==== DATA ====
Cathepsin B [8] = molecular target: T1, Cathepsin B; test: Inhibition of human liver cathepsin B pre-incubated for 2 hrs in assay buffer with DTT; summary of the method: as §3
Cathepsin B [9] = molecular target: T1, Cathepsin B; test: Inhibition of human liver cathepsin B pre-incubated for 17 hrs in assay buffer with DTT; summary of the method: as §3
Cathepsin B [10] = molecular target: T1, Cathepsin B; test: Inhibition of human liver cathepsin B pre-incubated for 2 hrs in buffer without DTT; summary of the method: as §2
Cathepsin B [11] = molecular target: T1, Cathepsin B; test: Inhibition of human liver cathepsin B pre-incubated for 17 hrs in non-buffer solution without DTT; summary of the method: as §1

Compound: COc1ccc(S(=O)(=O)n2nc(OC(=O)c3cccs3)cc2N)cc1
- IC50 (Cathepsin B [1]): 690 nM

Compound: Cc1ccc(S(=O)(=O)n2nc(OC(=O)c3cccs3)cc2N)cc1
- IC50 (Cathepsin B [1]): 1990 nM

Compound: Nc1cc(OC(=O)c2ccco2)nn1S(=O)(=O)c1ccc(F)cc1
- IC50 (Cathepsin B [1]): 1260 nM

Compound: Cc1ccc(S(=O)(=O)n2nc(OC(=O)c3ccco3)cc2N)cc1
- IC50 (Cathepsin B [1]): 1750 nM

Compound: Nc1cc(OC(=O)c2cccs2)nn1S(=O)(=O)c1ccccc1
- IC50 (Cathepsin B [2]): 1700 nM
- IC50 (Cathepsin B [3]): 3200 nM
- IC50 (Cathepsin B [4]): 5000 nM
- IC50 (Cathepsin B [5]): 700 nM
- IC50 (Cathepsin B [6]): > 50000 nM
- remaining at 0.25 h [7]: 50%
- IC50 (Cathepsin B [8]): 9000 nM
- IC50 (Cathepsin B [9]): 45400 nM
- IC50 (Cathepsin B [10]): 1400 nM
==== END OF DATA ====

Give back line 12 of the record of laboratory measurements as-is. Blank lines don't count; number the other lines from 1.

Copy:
- IC50 (Cathepsin B [1]): 1750 nM